We are a long way from being able to take it for granted that equal rights are acceptable to all. Personally, I don’t understand why such things are even put to a vote. It’s a terrible idea to have basic human rights determined by popular vote.

  • This post so moved me that I decided to come out as a same-sex marriage supporter on my own blog. I’d only explicitly said so to two other people in my life before now and since most of my readers are from my very conservative and evangelical circle of friends and family, I’m a little excited/anxious to see how it goes over. To my knowledge, I’m the only person I know who is a supporter but I would be glad to find out some of the people in my life are also closeted supporters…not going to get my hopes up, though.
    I’m a Christian from a small town in the South and I struggle all the time with supporting same-sex couples and marriages. On top of my Christian friends who are opposed, many of my friends come from my husband’s military circle and are all very vocally of the “don’t ask, don’t tell” mind. I know exactly why I’m a supporter and can never be shaken from it, even when threatened with hell, but I’ve been scared to actually talk about it, especially when certain church groups are on their “don’t shop at these gay-supporting stores” tirades. I love my faith and I love the church but it’s hard to defend this subject as a Christian.

    • Class of 1980

      It can’t be wholly framed as a Christian stance, because not all denominations oppose gay marriage.

      I’m not bothered by the idea that some people are against gay marriage because of their religious denomination … I am bothered that they want to legally impose their personal religious convictions on others.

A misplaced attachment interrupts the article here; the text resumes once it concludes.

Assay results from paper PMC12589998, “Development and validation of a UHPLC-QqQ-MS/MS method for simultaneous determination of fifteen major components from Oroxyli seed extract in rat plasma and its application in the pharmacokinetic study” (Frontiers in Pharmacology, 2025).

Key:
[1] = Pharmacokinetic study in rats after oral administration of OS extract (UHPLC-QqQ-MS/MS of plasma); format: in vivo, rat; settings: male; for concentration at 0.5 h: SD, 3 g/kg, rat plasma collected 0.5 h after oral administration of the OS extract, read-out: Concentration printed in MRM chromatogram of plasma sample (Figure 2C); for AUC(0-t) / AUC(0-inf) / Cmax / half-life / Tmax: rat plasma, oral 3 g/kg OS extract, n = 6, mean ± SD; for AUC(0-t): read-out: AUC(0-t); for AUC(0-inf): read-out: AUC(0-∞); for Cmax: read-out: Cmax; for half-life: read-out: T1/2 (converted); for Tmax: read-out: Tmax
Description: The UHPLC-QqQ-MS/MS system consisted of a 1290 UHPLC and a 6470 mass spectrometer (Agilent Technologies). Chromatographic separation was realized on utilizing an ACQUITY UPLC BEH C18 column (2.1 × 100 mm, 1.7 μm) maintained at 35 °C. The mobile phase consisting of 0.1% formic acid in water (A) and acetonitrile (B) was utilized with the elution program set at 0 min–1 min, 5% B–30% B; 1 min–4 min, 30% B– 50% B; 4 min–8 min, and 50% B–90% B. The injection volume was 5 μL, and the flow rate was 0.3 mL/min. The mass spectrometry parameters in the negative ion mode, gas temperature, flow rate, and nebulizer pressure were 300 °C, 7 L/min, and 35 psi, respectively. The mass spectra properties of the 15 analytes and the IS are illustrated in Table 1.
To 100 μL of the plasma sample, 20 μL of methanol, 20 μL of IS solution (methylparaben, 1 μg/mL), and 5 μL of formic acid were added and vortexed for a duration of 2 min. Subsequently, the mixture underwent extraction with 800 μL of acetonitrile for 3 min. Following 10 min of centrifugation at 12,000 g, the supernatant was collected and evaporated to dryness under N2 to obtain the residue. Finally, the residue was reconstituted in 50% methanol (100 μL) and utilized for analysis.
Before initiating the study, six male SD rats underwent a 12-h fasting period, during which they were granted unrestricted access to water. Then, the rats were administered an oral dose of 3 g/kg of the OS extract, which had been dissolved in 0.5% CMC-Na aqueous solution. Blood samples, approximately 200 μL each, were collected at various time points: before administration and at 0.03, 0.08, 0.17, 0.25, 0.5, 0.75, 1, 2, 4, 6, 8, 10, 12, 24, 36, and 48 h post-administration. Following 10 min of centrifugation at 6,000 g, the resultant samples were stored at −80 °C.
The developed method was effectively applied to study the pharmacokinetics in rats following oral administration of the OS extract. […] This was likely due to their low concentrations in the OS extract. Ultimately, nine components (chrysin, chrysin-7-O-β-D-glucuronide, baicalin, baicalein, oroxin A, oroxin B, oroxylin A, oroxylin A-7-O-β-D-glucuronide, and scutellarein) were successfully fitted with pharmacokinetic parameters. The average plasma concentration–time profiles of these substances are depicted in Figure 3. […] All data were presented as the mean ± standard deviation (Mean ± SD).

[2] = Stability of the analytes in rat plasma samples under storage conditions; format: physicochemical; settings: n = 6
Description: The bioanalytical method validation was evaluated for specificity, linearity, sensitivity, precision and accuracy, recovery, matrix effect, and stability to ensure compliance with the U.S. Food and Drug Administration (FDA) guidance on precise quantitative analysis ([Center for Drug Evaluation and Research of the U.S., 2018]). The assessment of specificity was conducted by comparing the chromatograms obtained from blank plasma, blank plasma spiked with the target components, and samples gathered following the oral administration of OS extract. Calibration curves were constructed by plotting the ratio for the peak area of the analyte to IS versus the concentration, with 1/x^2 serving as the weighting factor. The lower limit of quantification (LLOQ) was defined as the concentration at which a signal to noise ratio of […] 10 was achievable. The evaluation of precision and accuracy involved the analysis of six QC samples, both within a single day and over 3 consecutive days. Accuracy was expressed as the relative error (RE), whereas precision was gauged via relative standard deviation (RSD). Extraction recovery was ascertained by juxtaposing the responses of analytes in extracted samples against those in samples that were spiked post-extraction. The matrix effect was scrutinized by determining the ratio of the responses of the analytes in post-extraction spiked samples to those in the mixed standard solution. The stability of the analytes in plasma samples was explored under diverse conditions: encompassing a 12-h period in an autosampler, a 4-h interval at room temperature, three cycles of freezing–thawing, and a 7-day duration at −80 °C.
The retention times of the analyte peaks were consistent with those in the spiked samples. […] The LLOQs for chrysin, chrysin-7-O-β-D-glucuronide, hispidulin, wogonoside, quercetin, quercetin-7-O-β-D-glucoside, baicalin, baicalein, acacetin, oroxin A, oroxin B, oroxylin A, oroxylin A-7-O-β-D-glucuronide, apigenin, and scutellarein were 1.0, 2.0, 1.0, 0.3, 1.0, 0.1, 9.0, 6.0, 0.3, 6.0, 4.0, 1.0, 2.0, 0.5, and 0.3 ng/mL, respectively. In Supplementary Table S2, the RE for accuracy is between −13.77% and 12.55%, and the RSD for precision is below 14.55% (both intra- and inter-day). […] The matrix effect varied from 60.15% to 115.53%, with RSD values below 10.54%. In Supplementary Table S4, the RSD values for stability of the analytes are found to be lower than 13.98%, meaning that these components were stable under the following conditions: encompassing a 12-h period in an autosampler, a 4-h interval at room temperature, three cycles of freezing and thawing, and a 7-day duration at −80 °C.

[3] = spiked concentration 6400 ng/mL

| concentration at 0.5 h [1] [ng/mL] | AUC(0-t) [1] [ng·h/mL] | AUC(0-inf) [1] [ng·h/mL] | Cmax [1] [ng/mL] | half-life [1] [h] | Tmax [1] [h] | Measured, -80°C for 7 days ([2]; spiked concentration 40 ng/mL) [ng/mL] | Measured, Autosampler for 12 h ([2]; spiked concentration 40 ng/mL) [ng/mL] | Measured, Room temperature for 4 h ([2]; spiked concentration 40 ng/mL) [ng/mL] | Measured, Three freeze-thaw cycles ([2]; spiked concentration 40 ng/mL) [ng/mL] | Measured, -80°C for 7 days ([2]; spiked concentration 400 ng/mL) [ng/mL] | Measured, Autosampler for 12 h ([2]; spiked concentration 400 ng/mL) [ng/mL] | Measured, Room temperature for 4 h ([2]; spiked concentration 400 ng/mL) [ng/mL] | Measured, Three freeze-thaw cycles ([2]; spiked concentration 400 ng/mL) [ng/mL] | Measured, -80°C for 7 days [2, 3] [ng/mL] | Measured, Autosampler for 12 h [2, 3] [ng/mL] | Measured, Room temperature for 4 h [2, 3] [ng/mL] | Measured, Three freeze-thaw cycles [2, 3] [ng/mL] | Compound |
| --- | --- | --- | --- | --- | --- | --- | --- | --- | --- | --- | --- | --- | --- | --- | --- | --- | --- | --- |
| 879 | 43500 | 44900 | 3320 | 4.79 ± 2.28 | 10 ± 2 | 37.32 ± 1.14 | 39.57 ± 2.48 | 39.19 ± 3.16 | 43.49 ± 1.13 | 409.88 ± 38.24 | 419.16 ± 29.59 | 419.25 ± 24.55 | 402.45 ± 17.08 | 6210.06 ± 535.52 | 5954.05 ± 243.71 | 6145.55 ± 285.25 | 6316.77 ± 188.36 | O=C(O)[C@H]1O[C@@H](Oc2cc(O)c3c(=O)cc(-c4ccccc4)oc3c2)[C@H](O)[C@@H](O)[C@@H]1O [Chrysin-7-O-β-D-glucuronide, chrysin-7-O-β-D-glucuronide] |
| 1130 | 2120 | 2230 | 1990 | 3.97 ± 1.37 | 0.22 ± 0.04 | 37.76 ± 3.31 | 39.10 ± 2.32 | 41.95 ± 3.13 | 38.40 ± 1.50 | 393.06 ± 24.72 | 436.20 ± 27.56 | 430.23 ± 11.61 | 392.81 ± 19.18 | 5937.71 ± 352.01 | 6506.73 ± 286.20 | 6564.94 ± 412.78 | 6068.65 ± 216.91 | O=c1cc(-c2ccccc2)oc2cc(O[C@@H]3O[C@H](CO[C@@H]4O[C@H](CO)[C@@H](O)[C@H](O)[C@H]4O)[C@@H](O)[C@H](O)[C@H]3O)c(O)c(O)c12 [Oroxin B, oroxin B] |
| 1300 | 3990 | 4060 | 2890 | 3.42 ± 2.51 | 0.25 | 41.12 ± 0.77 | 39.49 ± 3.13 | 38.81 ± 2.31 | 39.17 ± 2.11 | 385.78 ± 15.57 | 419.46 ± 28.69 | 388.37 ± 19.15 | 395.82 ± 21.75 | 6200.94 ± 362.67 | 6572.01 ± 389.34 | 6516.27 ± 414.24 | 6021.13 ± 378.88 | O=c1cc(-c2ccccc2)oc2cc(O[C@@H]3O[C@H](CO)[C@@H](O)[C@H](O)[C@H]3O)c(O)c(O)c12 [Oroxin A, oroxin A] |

Perhaps you could frame it as a “separation of church and state” point-of-view.

      • I think I did cover both of your last points in my post but I probably should be more careful about the Christian generalization. I’m aware that there are denominations that are supportive but in my area, churches of those denominations are still very silent on the topic. So for me, and most of the readers of my blog, that support from the church is non-existent and honestly, it probably will be for many more years.

        • Class of 1980

          I know what you mean. But it couldn’t hurt to remind them that the support exists elsewhere in some Christian circles.

          Of course, it may bring on the “they aren’t real Christians” comments.

          • Amy March

            And then there are those of us who feel supporting gay marriage is our Christian duty.

          • meg

            Amy March (ha!)
            Amen to that.

  • Stephanie

    Its Pride Week in Toronto this week as well!